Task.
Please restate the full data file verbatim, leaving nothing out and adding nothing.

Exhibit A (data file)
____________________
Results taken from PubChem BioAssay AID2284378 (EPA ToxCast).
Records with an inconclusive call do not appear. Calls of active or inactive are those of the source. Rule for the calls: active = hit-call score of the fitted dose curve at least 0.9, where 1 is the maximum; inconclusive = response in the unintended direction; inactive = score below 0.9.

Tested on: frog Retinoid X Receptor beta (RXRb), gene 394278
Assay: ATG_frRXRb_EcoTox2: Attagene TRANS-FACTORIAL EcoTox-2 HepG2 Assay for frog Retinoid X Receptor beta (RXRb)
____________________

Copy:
Results taken from PubChem BioAssay AID2284378 (EPA ToxCast).
Records with an inconclusive call do not appear. Calls of active or inactive are those of the source. Rule for the calls: active = hit-call score of the fitted dose curve at least 0.9, where 1 is the maximum; inconclusive = response in the unintended direction; inactive = score below 0.9.

Tested on: frog Retinoid X Receptor beta (RXRb), gene 394278
Assay: ATG_frRXRb_EcoTox2: Attagene TRANS-FACTORIAL EcoTox-2 HepG2 Assay for frog Retinoid X Receptor beta (RXRb)